The title is a from Chuck Berry's song called 'Thirty Days' and the famous guitar lick came out one night from Keith Richard's head when he was halfsleeping, he woke up and put it down on a cassette player and the rest is Rock History.
1966 in July : The Yardbirds

The Yardbirds  - Roger the Engineer
'Roger the Engineer' the name for the Yardbirds album released July 15, 1966, to feature all original material, a blend of blues-rock/psychedelica influences: Chuck Berry, Muddy Waters, Bo Diddley.

On guitar Jeff Beck and on bass Jimmy Page, on the track 'Happenings Ten Years Time Ago' features Beck and Page both on guitar but the band was not only Beck and Page, Jim McCarty heavy on the drums, Chris Dreja rhythm guitar/piano and Keith Relf on vocals and blues harp are in top form.

At this time the Yardbirds were the heaviest and most experimental blues band at the rockscene, listen to the song 'Over, Under, Sideways, Down'.
1966 in July : The Bluesbreakers (John Mayall with Eric Clapton)

The Bluesbreakers  - with Eric Clapton
Another album that was released in July 1966 was the John Mayall album 'Bluesbreakers With Eric Clapton' , one of the best British Blues albums ever recorded.

It was during this journey with John Mayall that Clapton had the time to polish and learn more of his Blues guitar play, listen to 'Hide Away' and the best one 'Steppin' Out' and you know what I'm talking about.
1966 in September : Paul Butterfield Blues Band

Paul Butterfield Blues Band  - East-West
On this, Paul Butterfield Blues Band's second album East-West, he extended the whiteman bluesrock with a 13 minute blues-jazz instrumental fusion with raga inspired guitar solos, the title song 'East-West' a groundbreaking 'song'.

Listen also to the other instrumental, 'Work Song'(7:53 min), with a great harp introduction, then a burning heavy distorted guitarsolo by Mike Bloomfield(so GREAT!!), then a heavy harpsolo, a slick jazzy organsolo by Mark Naftalin who pass over the solo to Elvin Bishop on guitar then it continue as battle between ALL musicians ending up as the beginning with the harp, great and heavy!


1966 in December : The Cream

The Cream  - Fresh Cream
The Cream made their debut with the album 'Fresh Cream'. Jack Bruce collection of originals: 'Sleepy Time Time', 'I Feel Free', 'Dreaming' and 'N.S.U.' together with covers of Willie Dixon's 'Spoonful', Robert Johnson's 'Four Until Late', the Muddy Waters(Elmore James) classic 'Rollin' And Tumblin' and 'I'm So Glad'(Skip James) makes this a stunning debut, a milestone in the Hard Heavy Blues Rock.

The mix of Rock/Psychedelica, Jazz with Jack Bruce on bass/vocals and drummer Ginger Baker and the Blues with Eric Clapton on guitar made it a blueprint of Heavy Blues Rock and the standard for the heavy power-trio.

On stage the band's intricate interplay and extensive jamming with long solos sets the standard of live perfomances by Hard Rock bands in the early 70's.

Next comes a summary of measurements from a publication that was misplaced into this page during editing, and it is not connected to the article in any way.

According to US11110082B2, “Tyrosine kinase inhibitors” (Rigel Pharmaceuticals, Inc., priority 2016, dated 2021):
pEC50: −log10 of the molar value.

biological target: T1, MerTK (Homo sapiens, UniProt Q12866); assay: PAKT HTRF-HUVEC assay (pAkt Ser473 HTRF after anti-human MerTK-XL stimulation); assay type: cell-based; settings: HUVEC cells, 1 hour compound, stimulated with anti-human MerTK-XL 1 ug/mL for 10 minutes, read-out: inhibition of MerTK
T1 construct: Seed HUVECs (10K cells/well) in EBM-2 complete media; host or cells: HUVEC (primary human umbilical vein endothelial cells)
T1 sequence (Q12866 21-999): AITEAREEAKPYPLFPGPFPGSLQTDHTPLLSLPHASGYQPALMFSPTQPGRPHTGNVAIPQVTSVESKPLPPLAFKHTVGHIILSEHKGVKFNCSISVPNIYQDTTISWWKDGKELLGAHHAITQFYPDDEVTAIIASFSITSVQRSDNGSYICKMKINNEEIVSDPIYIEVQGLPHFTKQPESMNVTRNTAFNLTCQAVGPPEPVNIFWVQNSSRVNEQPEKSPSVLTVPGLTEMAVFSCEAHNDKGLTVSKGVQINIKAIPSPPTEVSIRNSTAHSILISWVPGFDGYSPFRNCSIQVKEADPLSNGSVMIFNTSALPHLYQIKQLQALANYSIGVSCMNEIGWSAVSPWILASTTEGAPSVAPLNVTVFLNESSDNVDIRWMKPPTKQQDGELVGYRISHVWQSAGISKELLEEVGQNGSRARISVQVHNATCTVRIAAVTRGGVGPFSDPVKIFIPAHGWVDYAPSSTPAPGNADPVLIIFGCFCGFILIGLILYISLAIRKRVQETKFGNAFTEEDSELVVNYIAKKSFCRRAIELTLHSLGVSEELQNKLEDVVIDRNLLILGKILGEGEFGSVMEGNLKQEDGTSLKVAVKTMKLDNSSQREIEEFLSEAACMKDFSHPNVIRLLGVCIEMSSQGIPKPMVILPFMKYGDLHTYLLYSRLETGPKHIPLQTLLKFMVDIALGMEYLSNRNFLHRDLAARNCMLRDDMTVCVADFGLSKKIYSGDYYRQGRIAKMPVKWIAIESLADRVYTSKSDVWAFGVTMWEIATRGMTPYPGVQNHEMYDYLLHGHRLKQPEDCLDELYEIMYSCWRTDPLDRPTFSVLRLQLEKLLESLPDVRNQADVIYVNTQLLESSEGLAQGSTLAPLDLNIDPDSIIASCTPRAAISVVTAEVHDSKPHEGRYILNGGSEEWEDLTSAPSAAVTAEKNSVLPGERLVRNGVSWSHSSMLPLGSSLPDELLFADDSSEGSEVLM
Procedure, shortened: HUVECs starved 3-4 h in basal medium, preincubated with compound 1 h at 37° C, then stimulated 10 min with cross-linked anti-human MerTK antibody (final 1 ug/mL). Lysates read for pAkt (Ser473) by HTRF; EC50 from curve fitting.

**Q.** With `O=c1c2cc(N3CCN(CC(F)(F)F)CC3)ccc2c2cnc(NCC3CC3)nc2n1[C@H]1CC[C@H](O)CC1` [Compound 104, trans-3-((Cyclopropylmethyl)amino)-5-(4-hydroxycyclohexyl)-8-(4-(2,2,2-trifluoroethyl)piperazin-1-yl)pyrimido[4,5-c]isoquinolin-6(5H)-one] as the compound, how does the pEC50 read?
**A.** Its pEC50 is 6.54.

1967 in January: The Doors

Paul Butterfield Blues Band  - East-West
In September 1965 Jim Morrison(vocals), Ray Manzarek(keyboards, classical trained) and John Densmore(drums) records a demo of Morrison’s songs 'Break On Through', 'Moonlight Drive' and 'End Of The Night'.
In January 1967 they release their first album, a mix of blues, rock, jazz, classic and poetry with an opening track such as 'Break on Through', a great beat, crunchy guitar, jazzy organ solos and Morrison sings/shouts about breaking through barriers between night and day and the super hit 'Light My Fire' with the classical memorable organ intro, the beat pushing the song forward and an outstanding keyboardsolo by Manzarek, great guitar play by Robby Krieger and as usually superb vocals by Jim. And the epic 'The End' as the end of the record.
In July the same year they released 'Light My Fire' as their first single selling over a million copies.
A stunning debut from a stunning band featuring a frontman: wild, leather-clad , powerful voice and with a stage act that many would copy, Jim Morrison.
1967 in May : The Jimi Hendrix Experience

Jimi Hendrix Experience  - Are You Experienced
The release of the album 'Are You Experienced?' May of 1967, expanded the levels on how to play guitar so much that it's beyound every known ways to measure it. It's one of the most important debuts in the history of rock music with it's groundbreaking guitar play, together with the way of using the amplification and devices, such as wah-wah pedals, feedback, distortion AND the mix of blues, pop, psychedelica, rock....
Jimi Hendrix, born November 27, 1942 and died September 18, 1970 (still remember when I heard it on the radio), played a right-handed guitar in a left-handed style, behind his back and with his teeth.

Jimi Hendrix Experience  - Hey Joe
He started up as session man in the early and mid-'60s and played with such artists as: the Isley Brothers, Curtis King and Little Richard but it was when he meet Animals bassist Chas Chandler that it all began.
Hendrix moved to London, convinced by Chandler, where he was putted together with Mitch Mitchell(drums, played a mix of jazz and heavy rock drumming ) and Noel Redding(bass, former guitarist). On October 23, 1966, three weeks after the Jimi Hendrix Experience was formed they recorded 'Hey Joe' (a Tim Rose song from 1966). 'Purple Haze' and 'The Wind Cries Mary' recorded on January 11, they all made Top Ten in beginning of 1967.

Jimi Hendrix Experience  - Purple Haze
My favourite on the album is the psychedelic tune 'Third Stone From The Sun' recorded on December the 13th 1966 with the lyrics that starts with:

'Star fleet to scout ship, please give your position. Over.
I'm in orbit around the third planet from the star called the sun. Over.
You mean its the Earth?